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charged with trading them. 150 years since the start of america's oil rush. we're now in the place where it began. >> then natural gas that is being developed in this country at this point and time may get us to energy independence. >> years after britain declared war on hitler's germany, a new exhibition reveals what went on in winston churchill's secret underground bunker. >> it is 7:00 a.m. in washington, midday in london, and 1:00 p.m. in berlin. the israeli prime minister is meeting german chancellor merkel. the country's share a unique history. the trip includes various reminders of the holocaust. two issues are likely to dominate today's talks. the question of the settlements in the west bank, which germany opposes, and what to do about iran, which netanyahu describes as a threat to israel. >> this is the last leg of benjamin netanyahu's four-day tour. it follows talks in london, during which time hopes were raised that there could be agreements on settlements in the west bank. israel is said to be ready to restrict construction. it may not be the comprehensive freeze that the ame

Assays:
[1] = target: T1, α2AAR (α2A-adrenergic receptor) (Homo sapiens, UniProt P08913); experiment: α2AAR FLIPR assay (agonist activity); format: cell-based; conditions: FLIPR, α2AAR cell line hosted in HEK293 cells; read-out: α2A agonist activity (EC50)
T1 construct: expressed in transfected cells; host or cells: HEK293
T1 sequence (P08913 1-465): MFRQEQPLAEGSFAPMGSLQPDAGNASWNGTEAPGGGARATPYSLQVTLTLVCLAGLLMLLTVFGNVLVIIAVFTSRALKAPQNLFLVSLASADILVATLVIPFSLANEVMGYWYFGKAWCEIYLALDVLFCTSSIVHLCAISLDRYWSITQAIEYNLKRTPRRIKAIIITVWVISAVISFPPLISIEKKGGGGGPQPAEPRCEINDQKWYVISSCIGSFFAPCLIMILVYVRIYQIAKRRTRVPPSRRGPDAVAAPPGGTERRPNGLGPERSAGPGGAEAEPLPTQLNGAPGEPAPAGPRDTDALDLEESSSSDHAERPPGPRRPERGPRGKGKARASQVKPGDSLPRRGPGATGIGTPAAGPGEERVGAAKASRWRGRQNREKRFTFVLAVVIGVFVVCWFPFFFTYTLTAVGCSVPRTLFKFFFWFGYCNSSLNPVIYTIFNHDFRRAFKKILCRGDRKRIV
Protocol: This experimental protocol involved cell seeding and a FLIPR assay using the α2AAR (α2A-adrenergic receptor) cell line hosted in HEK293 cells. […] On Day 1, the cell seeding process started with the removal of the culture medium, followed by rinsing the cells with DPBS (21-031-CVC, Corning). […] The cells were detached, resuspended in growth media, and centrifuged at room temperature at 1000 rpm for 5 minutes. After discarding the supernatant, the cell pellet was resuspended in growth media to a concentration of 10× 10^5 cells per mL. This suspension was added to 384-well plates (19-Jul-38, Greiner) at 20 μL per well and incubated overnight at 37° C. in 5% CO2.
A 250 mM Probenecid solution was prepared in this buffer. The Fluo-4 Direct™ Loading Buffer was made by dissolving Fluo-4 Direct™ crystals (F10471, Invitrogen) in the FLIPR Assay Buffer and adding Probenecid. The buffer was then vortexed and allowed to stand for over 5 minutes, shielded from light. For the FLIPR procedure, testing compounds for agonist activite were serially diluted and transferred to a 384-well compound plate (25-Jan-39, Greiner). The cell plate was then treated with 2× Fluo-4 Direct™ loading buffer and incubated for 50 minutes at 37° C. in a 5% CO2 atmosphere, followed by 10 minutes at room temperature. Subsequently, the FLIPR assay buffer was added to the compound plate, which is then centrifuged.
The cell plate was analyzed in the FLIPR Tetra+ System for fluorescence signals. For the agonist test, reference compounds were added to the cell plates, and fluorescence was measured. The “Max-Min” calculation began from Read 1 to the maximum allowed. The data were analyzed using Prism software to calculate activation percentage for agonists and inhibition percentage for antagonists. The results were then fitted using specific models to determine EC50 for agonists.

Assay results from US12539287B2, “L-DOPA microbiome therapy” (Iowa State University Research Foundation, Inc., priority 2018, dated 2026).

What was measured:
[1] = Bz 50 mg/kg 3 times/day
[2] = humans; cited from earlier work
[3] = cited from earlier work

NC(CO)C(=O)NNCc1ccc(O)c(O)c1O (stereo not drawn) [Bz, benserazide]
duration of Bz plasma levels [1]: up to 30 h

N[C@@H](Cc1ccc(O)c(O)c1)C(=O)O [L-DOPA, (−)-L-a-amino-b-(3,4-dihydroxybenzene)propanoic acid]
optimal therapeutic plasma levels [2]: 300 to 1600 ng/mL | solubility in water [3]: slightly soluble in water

aspires which is the history of the kgb in america. i don't think he fabricat the homo book you should be careful because in the same way i was careful whether or not i.f. stone hitchhiked to massachusetts so you do have some files that say he had conversations with some when he may or may not have known was the kgb agent. you can say that with confidence that there may be these documents which may say yes, we do not know that because we cannot say them so let's assume that they do. what do we know? 1936 i.f. stone had conversations with somebody who was a reporter working for the soviet wire service in america. he may or may not have known was a kgb agent and may or may not have been friendly or helpful. in 1936 he was a enthusiastic fellow traveler and very enthusiastic of the american communist party and premise supportive of tough soviet union in so far was the only country that supplied arms to the anish republic. also he was terrified of the threat of fascism. in 1937 i.f. stone of became his name because he was terrified fascism might come to america and his family was targeted.